Two chords of Patti Smith’s brilliant and multifaceted career harmonize and ring out in Patti Smith: Words And Music, a three-night-only Off Broadway production that, like the show uptown starring her old Jersey pal and “Because the Night” cowriter, combines storytelling with well-chosen samples of a 40-year-plus rock & roll repertoire.

The performances (the third and final is set for tonight) are being recorded by Audible, the Amazon audio books division that has made Greenwich Village’s Minetta Lane Theatre its home base for public recordings as varied as these evenings with Smith and an upcoming star-packed reading of a new Billy Crystal play.

Whether reading short excerpts from her award-winning memoir Just Kids or recounting some wonderfully shaggy and moving anecdote about loved ones she’s lost – husband Fred “Sonic” Smith and photographer friend Robert Mapplethorpe, chiefly – Smith creates an immediate and intimate rapport with her audience. First-night jitters only added to the charmed mood.

Recalling her arrival in New York City in 1967, Smith remembered the radio hits spilling out into the Lower East Side air, like Bobbie Gentry’s “Ode to Billy Joel…”

Long, perfectly timed pause as Smith considered her mistake. “Did I really say that?,” she asked, breaking an awkward silence and getting a big laugh in response. “Considering my intense dislike for him…”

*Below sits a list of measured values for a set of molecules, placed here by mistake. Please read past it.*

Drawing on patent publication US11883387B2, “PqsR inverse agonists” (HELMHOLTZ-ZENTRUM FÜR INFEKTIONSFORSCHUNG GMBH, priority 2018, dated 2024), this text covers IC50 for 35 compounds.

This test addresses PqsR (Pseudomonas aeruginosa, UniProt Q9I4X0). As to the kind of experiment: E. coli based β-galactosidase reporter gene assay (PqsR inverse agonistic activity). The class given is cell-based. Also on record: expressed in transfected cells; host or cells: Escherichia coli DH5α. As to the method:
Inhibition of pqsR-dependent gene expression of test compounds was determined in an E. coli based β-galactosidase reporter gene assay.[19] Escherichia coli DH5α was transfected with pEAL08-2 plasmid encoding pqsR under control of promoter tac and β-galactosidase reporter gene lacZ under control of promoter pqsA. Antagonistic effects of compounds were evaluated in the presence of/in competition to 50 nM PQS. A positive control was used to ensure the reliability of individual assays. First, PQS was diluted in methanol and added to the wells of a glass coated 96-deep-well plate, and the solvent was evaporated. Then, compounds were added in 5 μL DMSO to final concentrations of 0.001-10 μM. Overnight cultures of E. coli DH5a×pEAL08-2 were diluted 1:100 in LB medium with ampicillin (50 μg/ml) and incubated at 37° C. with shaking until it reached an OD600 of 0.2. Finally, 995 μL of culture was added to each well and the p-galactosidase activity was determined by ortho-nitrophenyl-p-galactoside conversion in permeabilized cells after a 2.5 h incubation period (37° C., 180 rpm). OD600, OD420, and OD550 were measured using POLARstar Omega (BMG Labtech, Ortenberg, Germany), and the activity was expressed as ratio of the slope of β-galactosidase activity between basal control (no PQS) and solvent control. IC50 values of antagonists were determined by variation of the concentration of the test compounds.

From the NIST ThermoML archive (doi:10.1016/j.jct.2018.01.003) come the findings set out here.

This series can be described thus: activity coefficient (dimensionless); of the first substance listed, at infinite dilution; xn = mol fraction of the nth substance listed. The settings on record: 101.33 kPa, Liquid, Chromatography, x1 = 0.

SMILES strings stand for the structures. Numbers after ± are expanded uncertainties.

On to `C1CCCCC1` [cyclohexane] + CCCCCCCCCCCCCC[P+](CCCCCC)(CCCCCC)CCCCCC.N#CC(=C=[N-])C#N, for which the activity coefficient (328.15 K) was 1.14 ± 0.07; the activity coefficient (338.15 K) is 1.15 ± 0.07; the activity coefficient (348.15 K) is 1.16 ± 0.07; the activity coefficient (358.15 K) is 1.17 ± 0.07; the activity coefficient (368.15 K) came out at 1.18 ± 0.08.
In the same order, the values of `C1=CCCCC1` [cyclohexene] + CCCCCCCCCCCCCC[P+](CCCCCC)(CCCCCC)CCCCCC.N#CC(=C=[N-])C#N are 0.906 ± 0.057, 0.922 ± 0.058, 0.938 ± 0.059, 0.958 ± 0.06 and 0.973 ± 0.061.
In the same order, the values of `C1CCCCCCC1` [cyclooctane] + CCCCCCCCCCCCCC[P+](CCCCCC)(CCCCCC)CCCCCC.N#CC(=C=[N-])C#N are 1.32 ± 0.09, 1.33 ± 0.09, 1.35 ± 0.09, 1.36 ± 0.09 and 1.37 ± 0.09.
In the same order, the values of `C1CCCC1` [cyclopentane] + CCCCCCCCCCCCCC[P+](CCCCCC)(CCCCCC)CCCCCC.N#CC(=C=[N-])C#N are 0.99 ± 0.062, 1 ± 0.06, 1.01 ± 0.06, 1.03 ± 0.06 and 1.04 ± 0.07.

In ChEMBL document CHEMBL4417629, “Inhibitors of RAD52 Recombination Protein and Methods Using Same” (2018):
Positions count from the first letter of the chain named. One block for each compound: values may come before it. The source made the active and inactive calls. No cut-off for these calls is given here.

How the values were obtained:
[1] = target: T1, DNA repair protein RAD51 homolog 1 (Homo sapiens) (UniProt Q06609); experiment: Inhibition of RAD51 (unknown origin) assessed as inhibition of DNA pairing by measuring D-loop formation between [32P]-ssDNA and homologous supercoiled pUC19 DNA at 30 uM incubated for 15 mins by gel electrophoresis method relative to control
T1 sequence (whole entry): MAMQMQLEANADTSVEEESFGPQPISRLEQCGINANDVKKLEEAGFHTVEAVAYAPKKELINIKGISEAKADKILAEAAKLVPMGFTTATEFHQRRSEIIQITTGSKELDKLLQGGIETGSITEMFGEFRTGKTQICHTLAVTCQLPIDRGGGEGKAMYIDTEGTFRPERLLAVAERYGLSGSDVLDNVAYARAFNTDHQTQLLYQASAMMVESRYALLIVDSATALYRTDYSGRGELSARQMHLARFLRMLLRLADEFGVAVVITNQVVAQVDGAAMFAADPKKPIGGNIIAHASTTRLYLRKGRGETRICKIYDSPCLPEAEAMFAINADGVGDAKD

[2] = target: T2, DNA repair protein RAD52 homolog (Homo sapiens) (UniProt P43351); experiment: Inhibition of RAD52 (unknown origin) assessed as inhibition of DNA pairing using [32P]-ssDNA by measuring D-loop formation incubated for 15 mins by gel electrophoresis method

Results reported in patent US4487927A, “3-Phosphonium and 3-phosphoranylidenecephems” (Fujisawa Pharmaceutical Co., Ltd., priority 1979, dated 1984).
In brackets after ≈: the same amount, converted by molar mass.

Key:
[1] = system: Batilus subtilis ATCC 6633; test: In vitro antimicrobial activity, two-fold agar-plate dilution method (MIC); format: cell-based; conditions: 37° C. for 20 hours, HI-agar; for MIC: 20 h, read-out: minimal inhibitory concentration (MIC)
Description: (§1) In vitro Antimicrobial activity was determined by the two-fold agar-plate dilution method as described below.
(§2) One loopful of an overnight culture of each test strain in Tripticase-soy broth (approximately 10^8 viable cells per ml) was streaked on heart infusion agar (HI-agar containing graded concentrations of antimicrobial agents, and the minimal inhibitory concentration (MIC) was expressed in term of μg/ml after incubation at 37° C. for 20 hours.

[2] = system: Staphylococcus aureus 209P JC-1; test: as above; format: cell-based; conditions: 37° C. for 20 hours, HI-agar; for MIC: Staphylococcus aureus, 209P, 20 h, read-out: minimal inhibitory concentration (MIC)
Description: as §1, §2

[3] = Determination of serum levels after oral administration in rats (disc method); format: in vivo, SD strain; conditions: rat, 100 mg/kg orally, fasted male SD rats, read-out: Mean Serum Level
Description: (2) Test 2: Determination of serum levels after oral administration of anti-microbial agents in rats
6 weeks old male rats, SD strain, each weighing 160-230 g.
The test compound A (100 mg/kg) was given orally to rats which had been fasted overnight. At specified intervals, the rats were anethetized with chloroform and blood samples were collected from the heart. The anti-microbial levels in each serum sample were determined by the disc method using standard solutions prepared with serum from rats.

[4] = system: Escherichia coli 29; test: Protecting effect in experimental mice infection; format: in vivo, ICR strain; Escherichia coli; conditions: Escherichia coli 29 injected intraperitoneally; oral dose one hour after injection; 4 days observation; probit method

Backed by her son Jackson Smith on guitar, daughter Jesse Paris Smith on piano and longtime band member Tony Shanahan on everything, Smith, in excellent voice at the reviewed performance Saturday, performed a fine collection from her iconic songbook: “Dancing Barefoot,” “Peaceable Kingdom,” “Frederick” (for her husband), “Jackson Song” (for her son), “Wing” (for her daughter), “Pissing in a River,” “Because the Night” (the big hit she co-wrote with Bruce Springsteen way back when) and, to close, “People Have The Power,” the populist anthem she co-wrote with her late husband.

The show was performed on a set with a funky old orange couch, an overstuffed easy chair from the Smith family home (“sacred” is how she and the kids describe it) and, in pride of place, the beautiful old Rickenbacker electric guitar used by Sonic Smith during his MC5 heyday. It went unplayed Saturday, but spoke loudly of love, loss, family and rock & roll.

Patti Smith: Words And Music will be available on Audible Nov. 2.